Jolly Online Shoppers Making Cash Registers Jingle

Online holiday shoppers this year are making cash registers jingle and meeting analysts' expectations as they spent $8.8 billion in November.
Online holiday shoppers this year are making cash registers jingle and meeting analysts' expectations as they spent $8.8 billion in November, researchers said Monday.

More than a quarter of the money tossed into retailers' pockets through the Internet last month were for clothing, toys and video games, with the latter including hardware and software, according to the latest joint eSpending Report from Goldman Sachs & Co., Harris Interactive and Nielsen/NetRatings.

"Everything was fairly in line with what was expected," Heather Dougherty, retail analyst for Nielsen/NetRatings, said.

Based on last month's spending, consumers were on track to spend the more than $15 billion projected for the November-December holiday season by ComScore Networks, a Reston, Va., company that tracks web-site activity.

"(The season) has definitely had a strong start, and not everyone has even started, or completed, their holiday shopping," Dougherty said.

In November, shoppers spent 19 percent more than the $7.4 billion retailers collected online in November 2003. The growth rate, however, has slowed. The 2003 number was 34.5 percent higher than the $5.5 billion spent in 2002.

The slowdown is expected, given the fact that most U.S. households that want Internet access have it today.

"The Internet population hasn't grown over the last 12 months," Dougherty said.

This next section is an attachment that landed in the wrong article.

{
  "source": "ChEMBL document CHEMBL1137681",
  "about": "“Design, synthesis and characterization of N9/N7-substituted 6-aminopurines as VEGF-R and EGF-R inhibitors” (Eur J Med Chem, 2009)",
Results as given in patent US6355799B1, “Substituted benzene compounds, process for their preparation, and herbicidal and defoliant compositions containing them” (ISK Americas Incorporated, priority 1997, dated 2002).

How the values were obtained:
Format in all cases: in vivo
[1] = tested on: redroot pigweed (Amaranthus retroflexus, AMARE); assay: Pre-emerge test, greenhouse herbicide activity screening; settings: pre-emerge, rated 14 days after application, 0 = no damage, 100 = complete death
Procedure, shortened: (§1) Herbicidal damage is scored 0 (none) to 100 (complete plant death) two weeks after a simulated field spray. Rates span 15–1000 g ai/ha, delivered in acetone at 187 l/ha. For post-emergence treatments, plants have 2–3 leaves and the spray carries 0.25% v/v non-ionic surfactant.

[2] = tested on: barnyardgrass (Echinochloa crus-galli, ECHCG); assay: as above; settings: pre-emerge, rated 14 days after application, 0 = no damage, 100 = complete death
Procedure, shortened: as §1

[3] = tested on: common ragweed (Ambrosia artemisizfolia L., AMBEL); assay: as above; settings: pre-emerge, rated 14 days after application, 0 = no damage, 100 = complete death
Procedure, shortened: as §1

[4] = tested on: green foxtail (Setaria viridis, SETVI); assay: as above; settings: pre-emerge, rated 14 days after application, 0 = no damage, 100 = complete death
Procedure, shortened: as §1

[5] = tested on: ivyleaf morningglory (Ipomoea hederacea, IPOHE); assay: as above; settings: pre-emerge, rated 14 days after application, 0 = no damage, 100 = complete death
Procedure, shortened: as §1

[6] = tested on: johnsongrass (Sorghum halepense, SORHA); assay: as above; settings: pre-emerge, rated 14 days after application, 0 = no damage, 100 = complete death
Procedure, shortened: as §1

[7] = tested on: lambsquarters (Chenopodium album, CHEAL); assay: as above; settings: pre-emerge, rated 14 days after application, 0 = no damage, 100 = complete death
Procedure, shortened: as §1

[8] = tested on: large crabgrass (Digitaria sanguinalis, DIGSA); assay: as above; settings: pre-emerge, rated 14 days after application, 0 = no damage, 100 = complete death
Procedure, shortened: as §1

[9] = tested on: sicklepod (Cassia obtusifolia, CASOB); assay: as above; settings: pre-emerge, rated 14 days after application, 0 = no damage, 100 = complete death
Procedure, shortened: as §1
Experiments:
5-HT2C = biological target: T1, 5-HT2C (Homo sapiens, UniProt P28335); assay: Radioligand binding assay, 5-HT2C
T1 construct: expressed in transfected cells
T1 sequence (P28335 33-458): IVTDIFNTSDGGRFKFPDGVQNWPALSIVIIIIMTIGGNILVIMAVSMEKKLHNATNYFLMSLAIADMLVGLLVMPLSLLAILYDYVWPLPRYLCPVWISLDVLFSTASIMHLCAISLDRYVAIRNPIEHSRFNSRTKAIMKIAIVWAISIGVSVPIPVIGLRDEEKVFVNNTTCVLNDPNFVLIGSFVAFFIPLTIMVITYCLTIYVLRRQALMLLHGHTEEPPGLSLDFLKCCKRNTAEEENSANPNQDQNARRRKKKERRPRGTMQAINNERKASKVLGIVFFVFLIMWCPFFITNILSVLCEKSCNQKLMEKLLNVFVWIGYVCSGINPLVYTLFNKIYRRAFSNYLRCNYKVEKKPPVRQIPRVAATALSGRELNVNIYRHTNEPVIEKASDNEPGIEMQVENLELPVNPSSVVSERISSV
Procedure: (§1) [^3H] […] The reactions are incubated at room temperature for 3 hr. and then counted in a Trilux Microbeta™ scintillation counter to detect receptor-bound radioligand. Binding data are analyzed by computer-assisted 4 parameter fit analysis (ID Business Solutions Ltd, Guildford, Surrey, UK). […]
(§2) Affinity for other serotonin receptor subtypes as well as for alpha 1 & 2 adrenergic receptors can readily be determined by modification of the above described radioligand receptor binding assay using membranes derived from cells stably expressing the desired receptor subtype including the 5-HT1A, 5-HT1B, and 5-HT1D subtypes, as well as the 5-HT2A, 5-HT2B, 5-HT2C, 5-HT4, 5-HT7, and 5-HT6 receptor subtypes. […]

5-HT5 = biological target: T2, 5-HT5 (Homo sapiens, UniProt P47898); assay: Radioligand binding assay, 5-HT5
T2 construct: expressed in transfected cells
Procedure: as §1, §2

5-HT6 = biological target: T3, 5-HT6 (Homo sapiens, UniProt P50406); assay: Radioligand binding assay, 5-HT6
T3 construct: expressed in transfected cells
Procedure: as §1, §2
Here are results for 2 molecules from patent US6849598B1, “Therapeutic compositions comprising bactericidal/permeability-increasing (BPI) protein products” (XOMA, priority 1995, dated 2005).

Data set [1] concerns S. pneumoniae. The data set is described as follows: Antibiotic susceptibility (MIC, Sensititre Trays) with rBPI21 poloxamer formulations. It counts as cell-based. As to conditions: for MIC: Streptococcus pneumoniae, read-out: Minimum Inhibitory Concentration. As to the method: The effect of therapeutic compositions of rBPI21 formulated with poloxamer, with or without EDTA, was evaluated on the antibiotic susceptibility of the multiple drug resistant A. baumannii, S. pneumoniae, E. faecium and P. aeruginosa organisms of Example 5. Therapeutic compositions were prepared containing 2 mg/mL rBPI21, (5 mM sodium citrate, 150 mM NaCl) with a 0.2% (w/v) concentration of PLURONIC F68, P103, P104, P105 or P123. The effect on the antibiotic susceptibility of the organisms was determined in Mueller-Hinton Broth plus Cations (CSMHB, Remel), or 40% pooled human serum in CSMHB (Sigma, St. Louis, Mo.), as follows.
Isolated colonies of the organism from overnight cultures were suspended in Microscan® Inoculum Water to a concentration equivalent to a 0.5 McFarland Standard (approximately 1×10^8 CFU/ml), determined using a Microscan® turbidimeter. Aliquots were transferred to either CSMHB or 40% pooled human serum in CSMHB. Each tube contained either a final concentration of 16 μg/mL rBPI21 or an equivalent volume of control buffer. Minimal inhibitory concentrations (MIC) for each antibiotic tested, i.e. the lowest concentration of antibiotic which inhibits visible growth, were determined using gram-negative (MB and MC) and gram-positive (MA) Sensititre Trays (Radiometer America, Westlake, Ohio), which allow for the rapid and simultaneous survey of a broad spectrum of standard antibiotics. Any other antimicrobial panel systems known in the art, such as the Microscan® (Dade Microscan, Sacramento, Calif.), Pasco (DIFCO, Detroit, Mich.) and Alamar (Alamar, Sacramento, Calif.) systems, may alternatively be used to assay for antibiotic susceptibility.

While online shopping is increasing, it's not expected to have any impact on total retail sales. That's because people are not spending more, but are choosing the convenience of the Internet over shopping in stores.

Overall, Internet shopping makes up a very small percentage of total retail sales. For example, third quarter sales reached $916.5 billion, with online revenues accounting for less than 2 percent of the total, according to the Commerce Department.

Nevertheless, retailers are happy to get consumer dollars anyway they can and are encouraging shoppers to head online with free shipping promotions and special sales, Dougherty said. Because people spend more in stores, retailers have also made it easy for customers to buy online and then come into the store to pickup or return gifts.

In addition, the No. 1 use of the Internet is for comparison-shopping, so put it all together, and more people than ever are using the web and brick-and-mortar stores together to make purchases, Dougherty said.

In terms of products, online shoppers spent nearly $1.5 billion on clothing in November and slightly more than $1 billion on toys and video games. The remaining top five products were videos and DVDs, $882 million; books, $621 million; and music, $481 million.

While people use to be apprehensive about buying clothes online, easy return policies at local stores has gone a lot ways toward lessening that concern.

"(Retailers) have made returns a much more seamless transaction, so they've really mitigated that factor," Dougherty said.

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